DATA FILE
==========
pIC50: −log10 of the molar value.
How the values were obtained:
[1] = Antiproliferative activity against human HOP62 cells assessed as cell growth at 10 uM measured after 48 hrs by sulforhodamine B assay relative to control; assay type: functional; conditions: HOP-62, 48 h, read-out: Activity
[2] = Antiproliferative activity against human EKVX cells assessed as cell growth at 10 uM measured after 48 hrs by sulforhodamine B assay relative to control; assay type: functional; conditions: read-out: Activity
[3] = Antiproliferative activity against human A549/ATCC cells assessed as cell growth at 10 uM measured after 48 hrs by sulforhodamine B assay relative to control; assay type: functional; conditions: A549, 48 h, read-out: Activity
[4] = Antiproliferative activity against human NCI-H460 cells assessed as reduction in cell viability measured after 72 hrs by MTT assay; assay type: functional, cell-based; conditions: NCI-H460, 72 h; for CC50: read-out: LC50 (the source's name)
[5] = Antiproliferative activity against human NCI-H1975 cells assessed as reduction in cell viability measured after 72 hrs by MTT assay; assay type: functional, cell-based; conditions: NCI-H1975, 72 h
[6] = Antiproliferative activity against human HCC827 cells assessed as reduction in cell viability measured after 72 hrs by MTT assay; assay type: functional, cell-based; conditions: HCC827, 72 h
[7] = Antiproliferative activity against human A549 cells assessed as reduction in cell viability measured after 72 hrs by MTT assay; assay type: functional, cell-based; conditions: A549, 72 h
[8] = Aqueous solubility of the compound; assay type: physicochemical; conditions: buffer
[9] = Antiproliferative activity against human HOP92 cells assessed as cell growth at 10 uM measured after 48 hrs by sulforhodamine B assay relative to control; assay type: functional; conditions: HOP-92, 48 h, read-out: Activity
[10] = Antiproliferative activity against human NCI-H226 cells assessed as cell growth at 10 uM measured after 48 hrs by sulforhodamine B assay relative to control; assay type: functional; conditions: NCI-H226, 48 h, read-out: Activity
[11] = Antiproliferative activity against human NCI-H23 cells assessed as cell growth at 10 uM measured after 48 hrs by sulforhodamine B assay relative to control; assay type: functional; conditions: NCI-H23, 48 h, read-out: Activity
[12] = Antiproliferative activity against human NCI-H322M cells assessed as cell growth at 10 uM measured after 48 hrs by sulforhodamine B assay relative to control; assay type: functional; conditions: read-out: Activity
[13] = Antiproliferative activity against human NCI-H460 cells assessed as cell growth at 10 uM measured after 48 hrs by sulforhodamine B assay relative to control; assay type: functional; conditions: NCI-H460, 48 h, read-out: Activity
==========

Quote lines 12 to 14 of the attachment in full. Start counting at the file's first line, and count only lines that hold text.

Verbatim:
[10] = Antiproliferative activity against human NCI-H226 cells assessed as cell growth at 10 uM measured after 48 hrs by sulforhodamine B assay relative to control; assay type: functional; conditions: NCI-H226, 48 h, read-out: Activity
[11] = Antiproliferative activity against human NCI-H23 cells assessed as cell growth at 10 uM measured after 48 hrs by sulforhodamine B assay relative to control; assay type: functional; conditions: NCI-H23, 48 h, read-out: Activity
[12] = Antiproliferative activity against human NCI-H322M cells assessed as cell growth at 10 uM measured after 48 hrs by sulforhodamine B assay relative to control; assay type: functional; conditions: read-out: Activity